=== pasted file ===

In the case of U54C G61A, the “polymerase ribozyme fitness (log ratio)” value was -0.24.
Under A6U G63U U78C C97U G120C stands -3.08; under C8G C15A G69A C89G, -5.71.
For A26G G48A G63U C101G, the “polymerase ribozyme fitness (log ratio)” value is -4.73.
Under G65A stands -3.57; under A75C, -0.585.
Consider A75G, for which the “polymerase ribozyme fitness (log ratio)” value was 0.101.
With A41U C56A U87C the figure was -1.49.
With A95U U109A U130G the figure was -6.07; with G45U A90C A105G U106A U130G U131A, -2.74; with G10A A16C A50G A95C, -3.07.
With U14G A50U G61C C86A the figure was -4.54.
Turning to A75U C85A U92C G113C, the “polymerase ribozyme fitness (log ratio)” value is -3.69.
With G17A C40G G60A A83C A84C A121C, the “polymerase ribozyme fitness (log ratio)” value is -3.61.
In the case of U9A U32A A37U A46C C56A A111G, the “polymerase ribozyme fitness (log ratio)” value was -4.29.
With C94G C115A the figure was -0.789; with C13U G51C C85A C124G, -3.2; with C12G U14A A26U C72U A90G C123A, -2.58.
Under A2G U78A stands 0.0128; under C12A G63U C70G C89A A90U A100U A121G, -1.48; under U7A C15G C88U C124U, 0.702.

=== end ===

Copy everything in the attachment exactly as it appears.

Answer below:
In the case of U54C G61A, the “polymerase ribozyme fitness (log ratio)” value was -0.24.
Under A6U G63U U78C C97U G120C stands -3.08; under C8G C15A G69A C89G, -5.71.
For A26G G48A G63U C101G, the “polymerase ribozyme fitness (log ratio)” value is -4.73.
Under G65A stands -3.57; under A75C, -0.585.
Consider A75G, for which the “polymerase ribozyme fitness (log ratio)” value was 0.101.
With A41U C56A U87C the figure was -1.49.
With A95U U109A U130G the figure was -6.07; with G45U A90C A105G U106A U130G U131A, -2.74; with G10A A16C A50G A95C, -3.07.
With U14G A50U G61C C86A the figure was -4.54.
Turning to A75U C85A U92C G113C, the “polymerase ribozyme fitness (log ratio)” value is -3.69.
With G17A C40G G60A A83C A84C A121C, the “polymerase ribozyme fitness (log ratio)” value is -3.61.
In the case of U9A U32A A37U A46C C56A A111G, the “polymerase ribozyme fitness (log ratio)” value was -4.29.
With C94G C115A the figure was -0.789; with C13U G51C C85A C124G, -3.2; with C12G U14A A26U C72U A90G C123A, -2.58.
Under A2G U78A stands 0.0128; under C12A G63U C70G C89A A90U A100U A121G, -1.48; under U7A C15G C88U C124U, 0.702.